A horse who was once one of the famous Budweiser Clydesdales was sold at a slaughter auction – but unlike so many unfortunate horses who share the same fate, a kind rescuer stepped in to save his life. News of the Horse reported yesterday that Connecticut Draft Horse Rescue (CDHR) recently rescued a former Budweiser Clydesdale who had been placed for sale at the infamous New Holland auction.
The horse, was dubbed “Duke” by his rescuers, was in very poor condition when he was found. According to Connecticut Draft Horse Rescue’s Facebook page, Duke was “so thin and neglected…missing patches of body hair, raw sores on swollen legs – we knew he needed us…”
Country 92.5 posted on Monday: “Duke was once admired by millions as one of the Budweiser Clydesdales, a true equine star at Busch Gardens, destined for great things. It seemed his future was secure, with a contract and a microchip to keep him safe for life…however, things didn’t turn out the way they were supposed to, and Duke was days from a horrible, unthinkable end.”
After news of Duke’s rescue broke on social media, Duke’s prior handler, Laurie Bouthiller-Gendron, recognized him. According to Bouthiller-Gendron, she handled Duke in 2006 at Busch Gardens in Williamsburg – and at that time, Duke was in excellent health, receiving loving care and the attention and adoration of thousands of fans. But a lot has happened between 2006 and now – much of which will never be known.
CDHR contacted Budweiser’s Clydesdale manager, who confirmed the horse’s identity with his microchip and explained that Duke had been privately sold in 2009. Budweiser had been careful in choosing what they thought was a good home for Duke, and his sale had included a right of first refusal clause, meaning that the horse would have to be offered to Budweiser before the new owner sold the horse to someone else. Instead, the new owner chose not to honor that contract, and it’s not known where Duke went between 2009 and today. When the 18-year-old horse arrived at the New Holland auction, however, he looked nothing like he did during his Budweiser glory days: he had been abused and neglected; he was emaciated, injured, and dejected.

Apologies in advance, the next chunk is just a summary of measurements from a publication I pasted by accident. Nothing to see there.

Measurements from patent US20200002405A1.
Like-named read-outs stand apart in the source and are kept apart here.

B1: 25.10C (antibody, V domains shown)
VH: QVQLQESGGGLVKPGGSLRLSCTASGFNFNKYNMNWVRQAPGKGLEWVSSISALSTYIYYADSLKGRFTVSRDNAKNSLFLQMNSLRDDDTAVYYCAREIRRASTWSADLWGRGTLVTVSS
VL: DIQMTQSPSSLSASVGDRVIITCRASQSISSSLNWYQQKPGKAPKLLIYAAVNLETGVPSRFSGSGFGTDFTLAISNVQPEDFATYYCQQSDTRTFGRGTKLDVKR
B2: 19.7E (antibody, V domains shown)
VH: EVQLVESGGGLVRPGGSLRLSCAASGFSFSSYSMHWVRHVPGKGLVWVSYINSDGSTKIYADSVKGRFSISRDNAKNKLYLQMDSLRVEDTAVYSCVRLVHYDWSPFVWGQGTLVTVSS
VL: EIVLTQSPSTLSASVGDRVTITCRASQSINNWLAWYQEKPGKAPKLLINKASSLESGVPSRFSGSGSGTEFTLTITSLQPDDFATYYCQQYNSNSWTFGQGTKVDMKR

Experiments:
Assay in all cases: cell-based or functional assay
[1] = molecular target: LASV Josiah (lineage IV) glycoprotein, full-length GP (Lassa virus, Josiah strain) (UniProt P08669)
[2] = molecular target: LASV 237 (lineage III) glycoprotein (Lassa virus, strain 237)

After Duke was rescued, CDHR posted a youcaring page to help him. The page stated: “The costs to rehabilitate this horse are unknown at this point, but know that initial transport, quarantine, and medical evaluation will be at least another $1000. We hope you will support our mission to help Duke recover and eventually find his forever home. Welcome to CDHR, Duke – your troubles are over now.” To make a donation towards Duke’s care, visit this page.
A horse who was being on the auction block – potentially for slaughter – only days earlier suddenly had even more support. After hearing of their former star’s plight, Budweiser made a donation to CDHR in honor of Duke. CDHR has made it clear that no blame is to be placed on Budweiser, which tried to find a good retirement home for Duke. The organization hopes that Budweiser, as the “world renowned face of the Clydesdale breed, along with the organization that promotes breeding and registers them, [will] consider partnering to create and promote a charitable fund for their breed…”
Duke continues to recover from untold abuse and neglect, but this gentle giant is only looking forward. Only one week has passed since Duke was first rescued, but his red, open sores are scabbing up; his reddened skin has started to fade to pink, and he appears to be feeling more comfortable.
Animal advocates hope that Duke’s story can help other horses, as well. CDHR posted on its Facebook page today: “We hope to bring attention to the fact that there are horses who fall victim to neglect from all kinds of backgrounds – even horses like Duke who previously led the pampered life of an equine celebrity can fall into the wrong hands and end up at risk for shipping to slaughter. We hope that the attention that this situation is receiving results in some positive changes.”
Sadly, thousands of horses go through the slaughter auction every year – and many of them aren’t saved. According to Equine Welfare Alliance, 12,804 American horses were sent to slaughter in Mexico and Canada during January and February of 2015. Current statistics are still being gathered.
Country 92.5 added: “…hard to believe that a horse with a background such as his could end up this way, but it happens so much more than many people think. It happens every day…That’s why it’s so important to support organizations like Connecticut Draft Horse Rescue. They step in when no one else will, just like they did for Duke, and others like him, who deserve to be treated with dignity.”